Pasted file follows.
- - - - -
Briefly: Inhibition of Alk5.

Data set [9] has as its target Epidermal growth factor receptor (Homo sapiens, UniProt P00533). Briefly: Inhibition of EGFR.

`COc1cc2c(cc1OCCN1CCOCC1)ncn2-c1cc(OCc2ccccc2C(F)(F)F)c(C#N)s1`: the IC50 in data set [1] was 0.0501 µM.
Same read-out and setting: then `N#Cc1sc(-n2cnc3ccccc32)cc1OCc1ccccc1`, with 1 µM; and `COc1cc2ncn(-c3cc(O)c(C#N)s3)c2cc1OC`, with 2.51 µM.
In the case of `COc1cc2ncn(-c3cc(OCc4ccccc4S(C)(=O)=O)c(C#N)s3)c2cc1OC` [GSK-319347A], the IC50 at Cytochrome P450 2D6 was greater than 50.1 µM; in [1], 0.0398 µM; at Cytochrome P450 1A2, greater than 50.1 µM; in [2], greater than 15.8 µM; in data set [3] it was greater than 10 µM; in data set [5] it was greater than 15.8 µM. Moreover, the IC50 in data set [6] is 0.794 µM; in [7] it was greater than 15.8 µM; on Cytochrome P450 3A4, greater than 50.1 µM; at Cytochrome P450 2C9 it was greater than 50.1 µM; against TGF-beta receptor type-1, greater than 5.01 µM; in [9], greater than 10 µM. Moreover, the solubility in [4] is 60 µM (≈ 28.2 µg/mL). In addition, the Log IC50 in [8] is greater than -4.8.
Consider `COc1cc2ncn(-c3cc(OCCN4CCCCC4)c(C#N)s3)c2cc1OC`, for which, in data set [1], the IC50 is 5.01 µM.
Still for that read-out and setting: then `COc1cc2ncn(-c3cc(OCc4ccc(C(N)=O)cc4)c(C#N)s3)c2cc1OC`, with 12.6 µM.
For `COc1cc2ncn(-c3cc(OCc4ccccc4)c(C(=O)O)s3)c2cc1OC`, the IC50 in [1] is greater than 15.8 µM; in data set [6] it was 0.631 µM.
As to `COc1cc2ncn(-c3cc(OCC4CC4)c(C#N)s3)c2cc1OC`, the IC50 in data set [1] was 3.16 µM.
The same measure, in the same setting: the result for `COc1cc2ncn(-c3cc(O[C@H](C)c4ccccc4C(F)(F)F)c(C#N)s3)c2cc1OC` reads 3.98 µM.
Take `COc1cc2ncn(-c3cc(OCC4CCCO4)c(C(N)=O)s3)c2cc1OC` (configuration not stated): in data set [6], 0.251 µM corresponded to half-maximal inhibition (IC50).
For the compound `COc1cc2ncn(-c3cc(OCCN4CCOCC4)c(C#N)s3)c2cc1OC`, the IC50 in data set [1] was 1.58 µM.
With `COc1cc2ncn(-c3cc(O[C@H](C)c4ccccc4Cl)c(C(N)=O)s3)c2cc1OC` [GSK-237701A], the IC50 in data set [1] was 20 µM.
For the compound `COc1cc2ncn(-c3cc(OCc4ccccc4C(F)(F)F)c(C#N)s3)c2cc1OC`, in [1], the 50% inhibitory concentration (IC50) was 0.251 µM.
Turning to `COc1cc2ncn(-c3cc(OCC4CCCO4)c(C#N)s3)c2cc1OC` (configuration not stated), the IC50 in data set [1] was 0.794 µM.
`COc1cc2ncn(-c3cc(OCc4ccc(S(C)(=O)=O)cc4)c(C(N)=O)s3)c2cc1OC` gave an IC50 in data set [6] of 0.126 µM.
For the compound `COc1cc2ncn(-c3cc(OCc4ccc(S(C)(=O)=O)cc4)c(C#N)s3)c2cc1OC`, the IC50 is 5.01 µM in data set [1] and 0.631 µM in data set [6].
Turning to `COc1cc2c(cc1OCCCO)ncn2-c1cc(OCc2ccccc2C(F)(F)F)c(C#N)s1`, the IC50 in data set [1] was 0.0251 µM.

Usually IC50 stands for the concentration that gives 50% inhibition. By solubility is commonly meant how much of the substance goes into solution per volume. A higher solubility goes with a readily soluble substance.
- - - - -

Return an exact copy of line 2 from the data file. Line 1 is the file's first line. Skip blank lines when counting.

Data set [9] has as its target Epidermal growth factor receptor (Homo sapiens, UniProt P00533). Briefly: Inhibition of EGFR.